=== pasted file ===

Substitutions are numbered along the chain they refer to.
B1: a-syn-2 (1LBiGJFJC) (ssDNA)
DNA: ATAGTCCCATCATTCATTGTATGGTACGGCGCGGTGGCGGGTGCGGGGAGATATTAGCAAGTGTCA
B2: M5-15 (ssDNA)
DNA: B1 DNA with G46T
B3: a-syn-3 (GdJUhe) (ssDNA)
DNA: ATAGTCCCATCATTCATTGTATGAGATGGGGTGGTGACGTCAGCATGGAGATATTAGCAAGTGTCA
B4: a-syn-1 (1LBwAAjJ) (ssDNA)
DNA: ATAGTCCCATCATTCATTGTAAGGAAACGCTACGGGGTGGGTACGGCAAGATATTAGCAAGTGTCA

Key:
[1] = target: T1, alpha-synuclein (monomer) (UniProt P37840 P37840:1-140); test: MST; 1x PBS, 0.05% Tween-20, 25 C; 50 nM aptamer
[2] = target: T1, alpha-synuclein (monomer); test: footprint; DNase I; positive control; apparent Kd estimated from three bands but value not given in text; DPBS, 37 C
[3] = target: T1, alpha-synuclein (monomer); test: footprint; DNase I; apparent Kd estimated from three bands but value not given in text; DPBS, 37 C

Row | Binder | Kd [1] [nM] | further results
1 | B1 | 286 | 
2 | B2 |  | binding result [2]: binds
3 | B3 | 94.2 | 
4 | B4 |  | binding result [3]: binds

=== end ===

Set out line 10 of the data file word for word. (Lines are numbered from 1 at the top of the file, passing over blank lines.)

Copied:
Key: